כִּֽי־מֵרֹ֤אשׁ צֻרִים֙ אֶרְאֶ֔נּוּ וּמִגְּבָע֖וֹת אֲשׁוּרֶ֑נּוּ הֶן־עָם֙ לְבָדָ֣ד יִשְׁכֹּ֔ן וּבַגּוֹיִ֖ם לֹ֥א יִתְחַשָּֽׁב׃
It is written in the Gemorro (Sanhedrin39/a), “A certain heretic said to R‘ Avina, “It is written, “Who is like Your people Yisroel, a unique nation on Earth.” (The heretic asked) Why do you think that you are so special? You are also intermixed with us (the nations of the world). Like it is written, “All nations are a nonentity in His sight…” He (R‘ Avina) replied, “One of yours (Billum) testified about us (that we are unique), “There is a people that dwells apart, Not reckoned among the nations”.
Zera Shimshon asks why did R‘ Avina stress that Billum agreed that we are unique. The heretic proved his point (that we were not unique) simply by citing a possuk without mentioning who said it. Why then did R‘ Avina have to say that it was “one of yours” who agreed that we are unique?
He answers in light of the Medrash (quoted in Rashi Bamidbar 23/9) on the possuk, “There is a people that dwells apart, Not reckoned among the nations.”
The Medrash comments, “Not reckoned among the nations….When they rejoice no other nation rejoices with them… and when the nations are prosperous they (Bnei Yisroel) eat with each one of them and yet it is not taken into account to diminish their reward in the World To Come…”
In other words, on the one hand we are connected with the nations of the world, when they are prosperous, but on the other hand we are separate, when we rejoice.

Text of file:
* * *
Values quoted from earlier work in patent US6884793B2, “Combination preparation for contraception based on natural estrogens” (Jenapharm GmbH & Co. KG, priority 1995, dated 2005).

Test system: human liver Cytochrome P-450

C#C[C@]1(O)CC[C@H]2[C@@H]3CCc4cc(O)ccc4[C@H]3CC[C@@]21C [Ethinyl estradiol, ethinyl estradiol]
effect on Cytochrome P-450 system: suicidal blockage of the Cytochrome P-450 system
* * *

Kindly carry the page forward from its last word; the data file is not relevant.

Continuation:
In light of this, Zera Shimshon explains that the heretic’s complaint was that it isn’t right that the Jewish people rejoice with the other nations but the other nations don’t rejoice with the prosperity of the Jewish people.
In truth Yaakov and his descendants don’t really deserve any happiness in this world. When Yaakov and Eisav divided the universe between themselves, Yaakov was meant to inherit the World To Come, with no part of this world, and Eisav was meant to inherit this world. However the Medrash explains that Yaakov convinced Eisav to give him also a small part of this world (even though according to the original division we were not meant to get part of this world).
Therefore, argued the heretic, since Eisav let the Jewish people enjoy a part of HIS inheritance, it is only fair that Eisav should also get a small portion of Yaakov’s portion and to rejoice when we rejoice. Since it is not like this, then the whole deal was a mistake, isn’t valid and he wants back even that small amount the Yaakov took.
R‘ Avina answered back that even though he might be right that the transaction was a mistake, since their prophet, Billum admitted that it was ours then it becomes legally ours because of the rule, “the admission of the litigant (baal din) is as valid as a hundred witnesses.”
Since R‘ Avina’s counter argument was built on the rule, “the admission of the litigant (baal din) is as valid as a hundred witnesses” he had to mention that Bilum agreed!
(יָדַעְתִּי אֵת אֲשֶׁר תְּבָרֵךְ מְבֹרָךְ וַאֲשֶׁר תָּאֹר יוּאָר:(במדבר כב/ו
Because I (Balak) know whoever you bless are blessed and whoever you curse will be cursed. (Bamidbar 22/6)
Zera Shimshon points out that when Balak mentions the people who Billam blesses he says that they “are blessed”; present tense. On the other hand when he mentions that people who Billam curses he says “will be cursed”; future tense. What is the reason for this change?
He answers in light of Rashi’s commentary in Parshas Shemos.
There it is written, “And Hashem said further to him (to Moshe), ‘Now put your hand into your chest,’ and he put his hand into his chest, and he took it out, and behold, his hand was leprous like snow.”(Shemos 4/6)
It is written in the next possuk, “And He (Hashem) said (to Moshe), ‘Put your hand back into your chest,’ and he put his hand back into his chest, and [when] he took it out of his chest, it had become again like [the rest of] his flesh.”